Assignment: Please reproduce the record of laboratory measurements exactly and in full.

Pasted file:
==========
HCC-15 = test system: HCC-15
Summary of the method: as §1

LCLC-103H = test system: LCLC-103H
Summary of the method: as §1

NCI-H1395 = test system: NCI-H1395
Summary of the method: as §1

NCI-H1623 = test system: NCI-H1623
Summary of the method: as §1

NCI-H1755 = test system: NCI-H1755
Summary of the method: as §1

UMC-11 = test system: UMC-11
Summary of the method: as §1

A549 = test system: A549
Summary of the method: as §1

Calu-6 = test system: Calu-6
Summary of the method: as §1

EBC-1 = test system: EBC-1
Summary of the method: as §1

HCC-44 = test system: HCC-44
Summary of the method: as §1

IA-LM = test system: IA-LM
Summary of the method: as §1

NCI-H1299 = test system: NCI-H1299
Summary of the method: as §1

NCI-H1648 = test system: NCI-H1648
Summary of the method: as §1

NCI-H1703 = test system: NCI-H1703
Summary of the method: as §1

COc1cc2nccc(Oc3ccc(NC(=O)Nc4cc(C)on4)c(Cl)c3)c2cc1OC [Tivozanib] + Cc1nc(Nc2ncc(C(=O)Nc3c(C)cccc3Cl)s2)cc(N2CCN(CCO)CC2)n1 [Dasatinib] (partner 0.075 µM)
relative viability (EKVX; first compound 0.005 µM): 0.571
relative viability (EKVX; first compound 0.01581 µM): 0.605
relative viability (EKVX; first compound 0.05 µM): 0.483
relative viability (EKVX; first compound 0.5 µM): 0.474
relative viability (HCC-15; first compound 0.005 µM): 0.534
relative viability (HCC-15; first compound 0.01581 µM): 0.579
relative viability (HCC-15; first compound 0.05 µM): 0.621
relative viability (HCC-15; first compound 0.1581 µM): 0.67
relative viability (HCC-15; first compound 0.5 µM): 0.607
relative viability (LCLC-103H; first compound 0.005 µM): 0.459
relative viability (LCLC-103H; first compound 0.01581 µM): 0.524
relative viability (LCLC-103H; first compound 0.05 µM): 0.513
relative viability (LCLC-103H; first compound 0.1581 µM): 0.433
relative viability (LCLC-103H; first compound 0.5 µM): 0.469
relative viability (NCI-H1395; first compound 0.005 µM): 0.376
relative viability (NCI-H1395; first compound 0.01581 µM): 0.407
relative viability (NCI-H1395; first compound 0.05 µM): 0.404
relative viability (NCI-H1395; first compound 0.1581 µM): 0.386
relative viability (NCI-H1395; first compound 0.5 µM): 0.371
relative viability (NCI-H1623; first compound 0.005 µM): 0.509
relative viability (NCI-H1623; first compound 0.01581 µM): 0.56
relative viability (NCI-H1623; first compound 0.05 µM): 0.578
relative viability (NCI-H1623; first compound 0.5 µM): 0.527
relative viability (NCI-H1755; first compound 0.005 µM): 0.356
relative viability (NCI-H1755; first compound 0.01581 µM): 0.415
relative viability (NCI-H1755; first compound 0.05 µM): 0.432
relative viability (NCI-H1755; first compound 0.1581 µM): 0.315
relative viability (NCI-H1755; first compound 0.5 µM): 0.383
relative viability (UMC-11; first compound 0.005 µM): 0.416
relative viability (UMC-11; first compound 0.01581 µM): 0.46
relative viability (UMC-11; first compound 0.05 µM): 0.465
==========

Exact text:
HCC-15 = test system: HCC-15
Summary of the method: as §1

LCLC-103H = test system: LCLC-103H
Summary of the method: as §1

NCI-H1395 = test system: NCI-H1395
Summary of the method: as §1

NCI-H1623 = test system: NCI-H1623
Summary of the method: as §1

NCI-H1755 = test system: NCI-H1755
Summary of the method: as §1

UMC-11 = test system: UMC-11
Summary of the method: as §1

A549 = test system: A549
Summary of the method: as §1

Calu-6 = test system: Calu-6
Summary of the method: as §1

EBC-1 = test system: EBC-1
Summary of the method: as §1

HCC-44 = test system: HCC-44
Summary of the method: as §1

IA-LM = test system: IA-LM
Summary of the method: as §1

NCI-H1299 = test system: NCI-H1299
Summary of the method: as §1

NCI-H1648 = test system: NCI-H1648
Summary of the method: as §1

NCI-H1703 = test system: NCI-H1703
Summary of the method: as §1

COc1cc2nccc(Oc3ccc(NC(=O)Nc4cc(C)on4)c(Cl)c3)c2cc1OC [Tivozanib] + Cc1nc(Nc2ncc(C(=O)Nc3c(C)cccc3Cl)s2)cc(N2CCN(CCO)CC2)n1 [Dasatinib] (partner 0.075 µM)
relative viability (EKVX; first compound 0.005 µM): 0.571
relative viability (EKVX; first compound 0.01581 µM): 0.605
relative viability (EKVX; first compound 0.05 µM): 0.483
relative viability (EKVX; first compound 0.5 µM): 0.474
relative viability (HCC-15; first compound 0.005 µM): 0.534
relative viability (HCC-15; first compound 0.01581 µM): 0.579
relative viability (HCC-15; first compound 0.05 µM): 0.621
relative viability (HCC-15; first compound 0.1581 µM): 0.67
relative viability (HCC-15; first compound 0.5 µM): 0.607
relative viability (LCLC-103H; first compound 0.005 µM): 0.459
relative viability (LCLC-103H; first compound 0.01581 µM): 0.524
relative viability (LCLC-103H; first compound 0.05 µM): 0.513
relative viability (LCLC-103H; first compound 0.1581 µM): 0.433
relative viability (LCLC-103H; first compound 0.5 µM): 0.469
relative viability (NCI-H1395; first compound 0.005 µM): 0.376
relative viability (NCI-H1395; first compound 0.01581 µM): 0.407
relative viability (NCI-H1395; first compound 0.05 µM): 0.404
relative viability (NCI-H1395; first compound 0.1581 µM): 0.386
relative viability (NCI-H1395; first compound 0.5 µM): 0.371
relative viability (NCI-H1623; first compound 0.005 µM): 0.509
relative viability (NCI-H1623; first compound 0.01581 µM): 0.56
relative viability (NCI-H1623; first compound 0.05 µM): 0.578
relative viability (NCI-H1623; first compound 0.5 µM): 0.527
relative viability (NCI-H1755; first compound 0.005 µM): 0.356
relative viability (NCI-H1755; first compound 0.01581 µM): 0.415
relative viability (NCI-H1755; first compound 0.05 µM): 0.432
relative viability (NCI-H1755; first compound 0.1581 µM): 0.315
relative viability (NCI-H1755; first compound 0.5 µM): 0.383
relative viability (UMC-11; first compound 0.005 µM): 0.416
relative viability (UMC-11; first compound 0.01581 µM): 0.46
relative viability (UMC-11; first compound 0.05 µM): 0.465